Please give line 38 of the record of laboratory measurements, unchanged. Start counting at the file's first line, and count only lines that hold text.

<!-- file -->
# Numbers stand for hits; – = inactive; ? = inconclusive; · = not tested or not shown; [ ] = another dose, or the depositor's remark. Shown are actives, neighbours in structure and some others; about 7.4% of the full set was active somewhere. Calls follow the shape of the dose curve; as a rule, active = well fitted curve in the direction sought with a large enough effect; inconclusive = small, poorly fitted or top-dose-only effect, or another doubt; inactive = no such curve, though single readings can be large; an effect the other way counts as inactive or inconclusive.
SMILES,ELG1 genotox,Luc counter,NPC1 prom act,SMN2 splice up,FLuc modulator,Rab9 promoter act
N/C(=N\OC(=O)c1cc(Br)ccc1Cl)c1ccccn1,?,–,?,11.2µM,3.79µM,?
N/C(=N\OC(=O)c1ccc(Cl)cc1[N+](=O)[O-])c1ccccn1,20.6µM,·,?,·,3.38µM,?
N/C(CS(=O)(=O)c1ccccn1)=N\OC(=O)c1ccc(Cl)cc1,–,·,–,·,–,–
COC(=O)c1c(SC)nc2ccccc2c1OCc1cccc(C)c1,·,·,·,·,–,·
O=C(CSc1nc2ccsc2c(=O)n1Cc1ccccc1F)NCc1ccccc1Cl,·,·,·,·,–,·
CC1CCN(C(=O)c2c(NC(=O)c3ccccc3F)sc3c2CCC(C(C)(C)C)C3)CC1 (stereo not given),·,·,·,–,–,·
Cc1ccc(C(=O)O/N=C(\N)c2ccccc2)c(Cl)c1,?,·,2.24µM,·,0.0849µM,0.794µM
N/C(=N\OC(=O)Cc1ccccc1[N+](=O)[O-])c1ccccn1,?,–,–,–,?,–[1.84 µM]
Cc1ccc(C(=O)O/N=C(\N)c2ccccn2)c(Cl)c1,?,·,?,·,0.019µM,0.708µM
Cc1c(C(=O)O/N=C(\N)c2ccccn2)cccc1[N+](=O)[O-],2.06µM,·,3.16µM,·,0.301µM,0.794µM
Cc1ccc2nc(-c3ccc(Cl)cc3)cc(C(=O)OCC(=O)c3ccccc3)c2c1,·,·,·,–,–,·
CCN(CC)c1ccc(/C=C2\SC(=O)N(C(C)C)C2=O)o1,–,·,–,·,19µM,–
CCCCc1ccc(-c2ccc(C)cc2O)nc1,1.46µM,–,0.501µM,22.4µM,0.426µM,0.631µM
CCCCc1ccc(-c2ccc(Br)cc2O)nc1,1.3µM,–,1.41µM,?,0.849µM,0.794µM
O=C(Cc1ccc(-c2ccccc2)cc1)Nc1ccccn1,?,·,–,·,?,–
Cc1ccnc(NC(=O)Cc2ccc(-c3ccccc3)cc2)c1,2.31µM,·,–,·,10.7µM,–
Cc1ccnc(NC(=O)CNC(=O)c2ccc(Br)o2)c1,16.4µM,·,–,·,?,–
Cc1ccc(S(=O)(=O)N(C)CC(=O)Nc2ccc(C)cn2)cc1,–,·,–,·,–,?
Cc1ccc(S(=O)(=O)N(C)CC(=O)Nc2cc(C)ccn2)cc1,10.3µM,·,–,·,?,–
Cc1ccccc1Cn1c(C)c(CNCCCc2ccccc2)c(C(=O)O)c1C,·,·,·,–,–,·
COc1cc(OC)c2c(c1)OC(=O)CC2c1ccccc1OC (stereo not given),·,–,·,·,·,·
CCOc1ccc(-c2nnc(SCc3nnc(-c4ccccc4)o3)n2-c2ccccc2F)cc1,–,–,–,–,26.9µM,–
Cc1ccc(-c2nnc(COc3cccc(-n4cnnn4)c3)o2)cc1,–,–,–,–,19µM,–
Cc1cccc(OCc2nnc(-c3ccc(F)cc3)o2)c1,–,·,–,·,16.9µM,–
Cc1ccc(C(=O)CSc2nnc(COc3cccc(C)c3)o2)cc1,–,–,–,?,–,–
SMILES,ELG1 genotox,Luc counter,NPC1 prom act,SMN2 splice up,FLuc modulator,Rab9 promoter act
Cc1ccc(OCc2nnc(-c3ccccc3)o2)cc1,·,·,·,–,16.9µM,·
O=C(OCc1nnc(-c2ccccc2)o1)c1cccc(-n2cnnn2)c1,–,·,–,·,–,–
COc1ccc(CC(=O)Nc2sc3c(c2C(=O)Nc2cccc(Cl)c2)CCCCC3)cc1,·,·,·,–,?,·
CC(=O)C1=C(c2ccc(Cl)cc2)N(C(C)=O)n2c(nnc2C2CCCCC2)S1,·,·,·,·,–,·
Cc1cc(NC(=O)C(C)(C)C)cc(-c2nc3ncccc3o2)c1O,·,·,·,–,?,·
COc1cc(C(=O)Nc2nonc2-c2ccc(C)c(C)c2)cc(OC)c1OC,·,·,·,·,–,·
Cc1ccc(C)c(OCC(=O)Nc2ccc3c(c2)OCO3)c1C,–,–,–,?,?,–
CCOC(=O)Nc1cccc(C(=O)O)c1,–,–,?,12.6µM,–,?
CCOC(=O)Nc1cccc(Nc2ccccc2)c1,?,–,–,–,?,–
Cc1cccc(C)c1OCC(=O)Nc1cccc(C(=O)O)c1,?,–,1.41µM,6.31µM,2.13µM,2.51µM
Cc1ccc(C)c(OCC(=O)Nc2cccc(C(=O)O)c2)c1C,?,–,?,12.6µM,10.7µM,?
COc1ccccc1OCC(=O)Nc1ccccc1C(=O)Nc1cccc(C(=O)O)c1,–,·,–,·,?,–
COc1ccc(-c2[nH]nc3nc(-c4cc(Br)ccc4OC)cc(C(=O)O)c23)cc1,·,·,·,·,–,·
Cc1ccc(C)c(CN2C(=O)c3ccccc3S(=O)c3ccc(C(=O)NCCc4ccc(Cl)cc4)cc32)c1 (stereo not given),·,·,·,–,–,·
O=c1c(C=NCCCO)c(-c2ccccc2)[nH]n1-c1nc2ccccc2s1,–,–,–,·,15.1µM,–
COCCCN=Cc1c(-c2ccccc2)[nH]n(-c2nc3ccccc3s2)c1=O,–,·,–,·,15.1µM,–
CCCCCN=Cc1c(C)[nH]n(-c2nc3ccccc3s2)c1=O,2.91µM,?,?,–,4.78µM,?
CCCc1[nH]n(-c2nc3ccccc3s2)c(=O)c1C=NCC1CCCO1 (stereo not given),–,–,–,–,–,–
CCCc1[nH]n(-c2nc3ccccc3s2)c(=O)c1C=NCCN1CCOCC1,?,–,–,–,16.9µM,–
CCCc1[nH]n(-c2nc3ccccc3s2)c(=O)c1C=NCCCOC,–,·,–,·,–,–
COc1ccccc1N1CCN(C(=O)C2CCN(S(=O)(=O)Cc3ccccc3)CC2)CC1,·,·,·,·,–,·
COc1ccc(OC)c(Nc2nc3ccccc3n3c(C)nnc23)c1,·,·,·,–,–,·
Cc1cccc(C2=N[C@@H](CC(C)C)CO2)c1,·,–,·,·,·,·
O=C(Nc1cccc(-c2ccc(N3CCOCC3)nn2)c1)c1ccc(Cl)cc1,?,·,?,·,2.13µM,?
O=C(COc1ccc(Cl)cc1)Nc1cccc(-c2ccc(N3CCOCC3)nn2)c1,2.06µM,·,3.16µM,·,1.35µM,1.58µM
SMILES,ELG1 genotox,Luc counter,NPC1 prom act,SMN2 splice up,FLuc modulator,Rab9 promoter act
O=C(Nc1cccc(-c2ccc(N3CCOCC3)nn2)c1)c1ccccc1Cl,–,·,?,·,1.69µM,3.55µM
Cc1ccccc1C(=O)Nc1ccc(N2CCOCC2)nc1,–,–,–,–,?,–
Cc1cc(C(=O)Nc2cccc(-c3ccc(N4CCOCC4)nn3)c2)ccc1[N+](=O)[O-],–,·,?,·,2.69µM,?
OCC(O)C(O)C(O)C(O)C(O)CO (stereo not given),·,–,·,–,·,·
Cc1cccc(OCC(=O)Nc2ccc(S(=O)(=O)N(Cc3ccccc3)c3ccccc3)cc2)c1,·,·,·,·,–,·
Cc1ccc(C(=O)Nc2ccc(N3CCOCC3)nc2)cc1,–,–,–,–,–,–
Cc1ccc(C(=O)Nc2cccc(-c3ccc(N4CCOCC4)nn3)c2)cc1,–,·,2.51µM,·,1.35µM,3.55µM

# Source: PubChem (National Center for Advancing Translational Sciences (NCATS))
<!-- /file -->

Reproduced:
Cc1cccc(C)c1OCC(=O)Nc1cccc(C(=O)O)c1,?,–,1.41µM,6.31µM,2.13µM,2.51µM